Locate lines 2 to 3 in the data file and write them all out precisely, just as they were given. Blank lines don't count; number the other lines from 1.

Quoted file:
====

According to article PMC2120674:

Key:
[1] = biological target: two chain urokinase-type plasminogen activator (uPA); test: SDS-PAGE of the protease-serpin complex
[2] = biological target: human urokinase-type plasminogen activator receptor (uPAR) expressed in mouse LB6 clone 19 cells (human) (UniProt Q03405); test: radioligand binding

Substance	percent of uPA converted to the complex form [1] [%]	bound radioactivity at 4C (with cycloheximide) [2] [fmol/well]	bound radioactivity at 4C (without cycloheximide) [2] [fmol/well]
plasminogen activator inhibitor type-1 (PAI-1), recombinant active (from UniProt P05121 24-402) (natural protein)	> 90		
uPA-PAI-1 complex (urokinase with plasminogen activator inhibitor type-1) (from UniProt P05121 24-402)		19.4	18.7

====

Key:
[1] = biological target: two chain urokinase-type plasminogen activator (uPA); test: SDS-PAGE of the protease-serpin complex